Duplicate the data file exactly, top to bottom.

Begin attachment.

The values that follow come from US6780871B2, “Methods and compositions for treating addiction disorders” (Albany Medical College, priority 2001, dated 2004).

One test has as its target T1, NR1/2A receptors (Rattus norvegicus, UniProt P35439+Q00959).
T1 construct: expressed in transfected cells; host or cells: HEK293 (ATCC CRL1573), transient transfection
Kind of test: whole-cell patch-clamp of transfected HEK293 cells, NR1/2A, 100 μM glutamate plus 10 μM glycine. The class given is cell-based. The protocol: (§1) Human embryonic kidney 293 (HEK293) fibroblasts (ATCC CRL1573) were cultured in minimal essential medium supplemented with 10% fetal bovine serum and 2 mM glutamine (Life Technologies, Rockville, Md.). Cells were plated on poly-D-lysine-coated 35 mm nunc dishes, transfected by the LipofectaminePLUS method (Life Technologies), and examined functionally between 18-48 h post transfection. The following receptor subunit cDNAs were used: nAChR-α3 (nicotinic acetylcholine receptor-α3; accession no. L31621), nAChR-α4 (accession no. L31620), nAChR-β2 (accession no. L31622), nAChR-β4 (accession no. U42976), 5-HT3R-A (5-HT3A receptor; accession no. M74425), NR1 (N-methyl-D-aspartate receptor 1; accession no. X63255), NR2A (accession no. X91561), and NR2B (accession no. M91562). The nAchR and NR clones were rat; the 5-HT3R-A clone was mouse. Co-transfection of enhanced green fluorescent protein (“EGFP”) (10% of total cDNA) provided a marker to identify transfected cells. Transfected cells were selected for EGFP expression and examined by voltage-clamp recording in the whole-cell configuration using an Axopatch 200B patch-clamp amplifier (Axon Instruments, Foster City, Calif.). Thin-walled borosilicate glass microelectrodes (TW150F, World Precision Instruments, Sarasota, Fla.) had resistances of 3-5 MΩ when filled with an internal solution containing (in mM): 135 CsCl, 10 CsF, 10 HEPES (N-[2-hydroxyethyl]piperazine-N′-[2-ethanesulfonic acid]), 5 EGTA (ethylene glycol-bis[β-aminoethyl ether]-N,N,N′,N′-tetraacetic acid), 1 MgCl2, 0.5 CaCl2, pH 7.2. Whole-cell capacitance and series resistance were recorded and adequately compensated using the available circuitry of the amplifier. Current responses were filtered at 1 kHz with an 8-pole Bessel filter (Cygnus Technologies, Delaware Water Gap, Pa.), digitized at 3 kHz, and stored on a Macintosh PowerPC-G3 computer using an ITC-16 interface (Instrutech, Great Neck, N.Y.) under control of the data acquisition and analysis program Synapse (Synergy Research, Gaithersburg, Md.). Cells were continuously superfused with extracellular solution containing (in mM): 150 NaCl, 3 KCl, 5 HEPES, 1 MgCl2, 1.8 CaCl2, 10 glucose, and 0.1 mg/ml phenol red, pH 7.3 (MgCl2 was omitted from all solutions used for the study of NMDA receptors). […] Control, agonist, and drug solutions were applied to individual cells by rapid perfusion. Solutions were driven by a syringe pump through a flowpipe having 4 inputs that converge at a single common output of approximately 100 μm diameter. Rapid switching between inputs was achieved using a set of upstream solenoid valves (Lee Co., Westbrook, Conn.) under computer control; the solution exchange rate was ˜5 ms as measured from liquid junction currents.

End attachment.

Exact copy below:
The values that follow come from US6780871B2, “Methods and compositions for treating addiction disorders” (Albany Medical College, priority 2001, dated 2004).

One test has as its target T1, NR1/2A receptors (Rattus norvegicus, UniProt P35439+Q00959).
T1 construct: expressed in transfected cells; host or cells: HEK293 (ATCC CRL1573), transient transfection
Kind of test: whole-cell patch-clamp of transfected HEK293 cells, NR1/2A, 100 μM glutamate plus 10 μM glycine. The class given is cell-based. The protocol: (§1) Human embryonic kidney 293 (HEK293) fibroblasts (ATCC CRL1573) were cultured in minimal essential medium supplemented with 10% fetal bovine serum and 2 mM glutamine (Life Technologies, Rockville, Md.). Cells were plated on poly-D-lysine-coated 35 mm nunc dishes, transfected by the LipofectaminePLUS method (Life Technologies), and examined functionally between 18-48 h post transfection. The following receptor subunit cDNAs were used: nAChR-α3 (nicotinic acetylcholine receptor-α3; accession no. L31621), nAChR-α4 (accession no. L31620), nAChR-β2 (accession no. L31622), nAChR-β4 (accession no. U42976), 5-HT3R-A (5-HT3A receptor; accession no. M74425), NR1 (N-methyl-D-aspartate receptor 1; accession no. X63255), NR2A (accession no. X91561), and NR2B (accession no. M91562). The nAchR and NR clones were rat; the 5-HT3R-A clone was mouse. Co-transfection of enhanced green fluorescent protein (“EGFP”) (10% of total cDNA) provided a marker to identify transfected cells. Transfected cells were selected for EGFP expression and examined by voltage-clamp recording in the whole-cell configuration using an Axopatch 200B patch-clamp amplifier (Axon Instruments, Foster City, Calif.). Thin-walled borosilicate glass microelectrodes (TW150F, World Precision Instruments, Sarasota, Fla.) had resistances of 3-5 MΩ when filled with an internal solution containing (in mM): 135 CsCl, 10 CsF, 10 HEPES (N-[2-hydroxyethyl]piperazine-N′-[2-ethanesulfonic acid]), 5 EGTA (ethylene glycol-bis[β-aminoethyl ether]-N,N,N′,N′-tetraacetic acid), 1 MgCl2, 0.5 CaCl2, pH 7.2. Whole-cell capacitance and series resistance were recorded and adequately compensated using the available circuitry of the amplifier. Current responses were filtered at 1 kHz with an 8-pole Bessel filter (Cygnus Technologies, Delaware Water Gap, Pa.), digitized at 3 kHz, and stored on a Macintosh PowerPC-G3 computer using an ITC-16 interface (Instrutech, Great Neck, N.Y.) under control of the data acquisition and analysis program Synapse (Synergy Research, Gaithersburg, Md.). Cells were continuously superfused with extracellular solution containing (in mM): 150 NaCl, 3 KCl, 5 HEPES, 1 MgCl2, 1.8 CaCl2, 10 glucose, and 0.1 mg/ml phenol red, pH 7.3 (MgCl2 was omitted from all solutions used for the study of NMDA receptors). […] Control, agonist, and drug solutions were applied to individual cells by rapid perfusion. Solutions were driven by a syringe pump through a flowpipe having 4 inputs that converge at a single common output of approximately 100 μm diameter. Rapid switching between inputs was achieved using a set of upstream solenoid valves (Lee Co., Westbrook, Conn.) under computer control; the solution exchange rate was ˜5 ms as measured from liquid junction currents.